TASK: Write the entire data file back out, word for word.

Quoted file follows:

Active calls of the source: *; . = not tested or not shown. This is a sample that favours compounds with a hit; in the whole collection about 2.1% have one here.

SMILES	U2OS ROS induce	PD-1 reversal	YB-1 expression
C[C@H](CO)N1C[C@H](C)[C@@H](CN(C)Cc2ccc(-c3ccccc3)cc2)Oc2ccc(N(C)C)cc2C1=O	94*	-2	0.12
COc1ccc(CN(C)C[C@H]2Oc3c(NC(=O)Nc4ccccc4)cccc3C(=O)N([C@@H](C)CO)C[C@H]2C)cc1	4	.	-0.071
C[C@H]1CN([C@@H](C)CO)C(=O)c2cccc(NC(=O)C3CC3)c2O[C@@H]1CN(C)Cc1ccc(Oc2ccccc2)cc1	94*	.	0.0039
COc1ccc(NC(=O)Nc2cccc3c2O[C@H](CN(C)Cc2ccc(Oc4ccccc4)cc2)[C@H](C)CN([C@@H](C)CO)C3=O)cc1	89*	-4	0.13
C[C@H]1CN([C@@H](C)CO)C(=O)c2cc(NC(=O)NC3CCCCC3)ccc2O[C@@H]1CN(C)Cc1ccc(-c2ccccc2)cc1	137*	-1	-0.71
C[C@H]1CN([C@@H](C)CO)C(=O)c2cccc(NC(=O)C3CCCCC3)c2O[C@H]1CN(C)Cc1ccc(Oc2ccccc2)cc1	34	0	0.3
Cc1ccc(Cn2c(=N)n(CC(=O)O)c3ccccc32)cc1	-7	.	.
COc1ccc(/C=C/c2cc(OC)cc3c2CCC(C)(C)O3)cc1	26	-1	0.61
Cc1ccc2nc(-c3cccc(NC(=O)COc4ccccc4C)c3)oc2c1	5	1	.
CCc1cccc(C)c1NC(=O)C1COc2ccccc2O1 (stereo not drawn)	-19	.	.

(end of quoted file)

Active calls of the source: *; . = not tested or not shown. This is a sample that favours compounds with a hit; in the whole collection about 2.1% have one here.

SMILES	U2OS ROS induce	PD-1 reversal	YB-1 expression
C[C@H](CO)N1C[C@H](C)[C@@H](CN(C)Cc2ccc(-c3ccccc3)cc2)Oc2ccc(N(C)C)cc2C1=O	94*	-2	0.12
COc1ccc(CN(C)C[C@H]2Oc3c(NC(=O)Nc4ccccc4)cccc3C(=O)N([C@@H](C)CO)C[C@H]2C)cc1	4	.	-0.071
C[C@H]1CN([C@@H](C)CO)C(=O)c2cccc(NC(=O)C3CC3)c2O[C@@H]1CN(C)Cc1ccc(Oc2ccccc2)cc1	94*	.	0.0039
COc1ccc(NC(=O)Nc2cccc3c2O[C@H](CN(C)Cc2ccc(Oc4ccccc4)cc2)[C@H](C)CN([C@@H](C)CO)C3=O)cc1	89*	-4	0.13
C[C@H]1CN([C@@H](C)CO)C(=O)c2cc(NC(=O)NC3CCCCC3)ccc2O[C@@H]1CN(C)Cc1ccc(-c2ccccc2)cc1	137*	-1	-0.71
C[C@H]1CN([C@@H](C)CO)C(=O)c2cccc(NC(=O)C3CCCCC3)c2O[C@H]1CN(C)Cc1ccc(Oc2ccccc2)cc1	34	0	0.3
Cc1ccc(Cn2c(=N)n(CC(=O)O)c3ccccc32)cc1	-7	.	.
COc1ccc(/C=C/c2cc(OC)cc3c2CCC(C)(C)O3)cc1	26	-1	0.61
Cc1ccc2nc(-c3cccc(NC(=O)COc4ccccc4C)c3)oc2c1	5	1	.
CCc1cccc(C)c1NC(=O)C1COc2ccccc2O1 (stereo not drawn)	-19	.	.